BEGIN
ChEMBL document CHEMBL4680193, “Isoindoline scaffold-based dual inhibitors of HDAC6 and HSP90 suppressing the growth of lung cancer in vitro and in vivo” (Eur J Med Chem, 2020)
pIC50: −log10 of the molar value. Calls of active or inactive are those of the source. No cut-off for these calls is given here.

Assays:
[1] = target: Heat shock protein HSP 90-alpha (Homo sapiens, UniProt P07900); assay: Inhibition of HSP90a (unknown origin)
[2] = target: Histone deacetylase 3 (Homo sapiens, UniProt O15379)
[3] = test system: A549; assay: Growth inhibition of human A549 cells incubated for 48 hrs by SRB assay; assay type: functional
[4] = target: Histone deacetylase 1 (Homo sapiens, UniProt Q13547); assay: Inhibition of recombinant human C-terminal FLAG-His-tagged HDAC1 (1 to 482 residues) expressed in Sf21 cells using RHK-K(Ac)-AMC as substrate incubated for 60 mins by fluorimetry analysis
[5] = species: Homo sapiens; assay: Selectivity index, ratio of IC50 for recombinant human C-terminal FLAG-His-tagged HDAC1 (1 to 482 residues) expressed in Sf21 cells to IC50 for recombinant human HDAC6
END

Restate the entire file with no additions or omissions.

ChEMBL document CHEMBL4680193, “Isoindoline scaffold-based dual inhibitors of HDAC6 and HSP90 suppressing the growth of lung cancer in vitro and in vivo” (Eur J Med Chem, 2020)
pIC50: −log10 of the molar value. Calls of active or inactive are those of the source. No cut-off for these calls is given here.

Assays:
[1] = target: Heat shock protein HSP 90-alpha (Homo sapiens, UniProt P07900); assay: Inhibition of HSP90a (unknown origin)
[2] = target: Histone deacetylase 3 (Homo sapiens, UniProt O15379)
[3] = test system: A549; assay: Growth inhibition of human A549 cells incubated for 48 hrs by SRB assay; assay type: functional
[4] = target: Histone deacetylase 1 (Homo sapiens, UniProt Q13547); assay: Inhibition of recombinant human C-terminal FLAG-His-tagged HDAC1 (1 to 482 residues) expressed in Sf21 cells using RHK-K(Ac)-AMC as substrate incubated for 60 mins by fluorimetry analysis
[5] = species: Homo sapiens; assay: Selectivity index, ratio of IC50 for recombinant human C-terminal FLAG-His-tagged HDAC1 (1 to 482 residues) expressed in Sf21 cells to IC50 for recombinant human HDAC6